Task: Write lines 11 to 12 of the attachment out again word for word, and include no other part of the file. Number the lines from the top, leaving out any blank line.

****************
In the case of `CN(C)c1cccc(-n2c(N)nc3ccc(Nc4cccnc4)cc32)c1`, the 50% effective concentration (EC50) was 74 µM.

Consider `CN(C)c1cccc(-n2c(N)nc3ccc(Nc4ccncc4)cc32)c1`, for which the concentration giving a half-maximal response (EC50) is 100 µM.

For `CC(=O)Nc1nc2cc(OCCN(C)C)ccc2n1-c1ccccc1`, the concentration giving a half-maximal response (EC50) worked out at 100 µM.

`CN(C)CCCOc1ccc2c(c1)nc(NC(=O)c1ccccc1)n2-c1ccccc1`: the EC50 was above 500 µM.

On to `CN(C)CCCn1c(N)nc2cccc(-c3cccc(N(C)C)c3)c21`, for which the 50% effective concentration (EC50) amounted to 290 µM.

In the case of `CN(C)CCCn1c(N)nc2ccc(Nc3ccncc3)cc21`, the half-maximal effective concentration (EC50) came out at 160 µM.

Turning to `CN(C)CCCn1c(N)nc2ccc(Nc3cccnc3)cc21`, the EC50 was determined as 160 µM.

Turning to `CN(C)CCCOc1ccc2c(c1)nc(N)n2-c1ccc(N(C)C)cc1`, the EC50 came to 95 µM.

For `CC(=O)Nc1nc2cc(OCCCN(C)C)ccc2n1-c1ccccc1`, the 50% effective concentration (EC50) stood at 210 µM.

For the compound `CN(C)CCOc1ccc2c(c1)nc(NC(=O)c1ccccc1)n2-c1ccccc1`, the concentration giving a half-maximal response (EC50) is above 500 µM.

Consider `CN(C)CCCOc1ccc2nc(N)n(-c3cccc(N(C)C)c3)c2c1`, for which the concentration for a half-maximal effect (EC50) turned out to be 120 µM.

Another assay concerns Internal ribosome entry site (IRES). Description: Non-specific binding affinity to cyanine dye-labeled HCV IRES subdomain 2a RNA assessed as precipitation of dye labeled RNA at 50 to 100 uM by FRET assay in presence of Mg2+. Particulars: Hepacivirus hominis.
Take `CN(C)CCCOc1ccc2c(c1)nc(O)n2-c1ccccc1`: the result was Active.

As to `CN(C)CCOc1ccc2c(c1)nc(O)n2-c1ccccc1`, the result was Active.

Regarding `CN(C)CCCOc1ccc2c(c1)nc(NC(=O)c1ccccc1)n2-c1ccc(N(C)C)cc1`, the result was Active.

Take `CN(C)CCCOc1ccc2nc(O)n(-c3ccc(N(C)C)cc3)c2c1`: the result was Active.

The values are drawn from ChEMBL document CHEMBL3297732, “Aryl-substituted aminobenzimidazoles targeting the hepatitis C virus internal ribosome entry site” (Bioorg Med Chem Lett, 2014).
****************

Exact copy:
Consider `CN(C)CCCOc1ccc2nc(N)n(-c3cccc(N(C)C)c3)c2c1`, for which the concentration for a half-maximal effect (EC50) turned out to be 120 µM.

Another assay concerns Internal ribosome entry site (IRES). Description: Non-specific binding affinity to cyanine dye-labeled HCV IRES subdomain 2a RNA assessed as precipitation of dye labeled RNA at 50 to 100 uM by FRET assay in presence of Mg2+. Particulars: Hepacivirus hominis.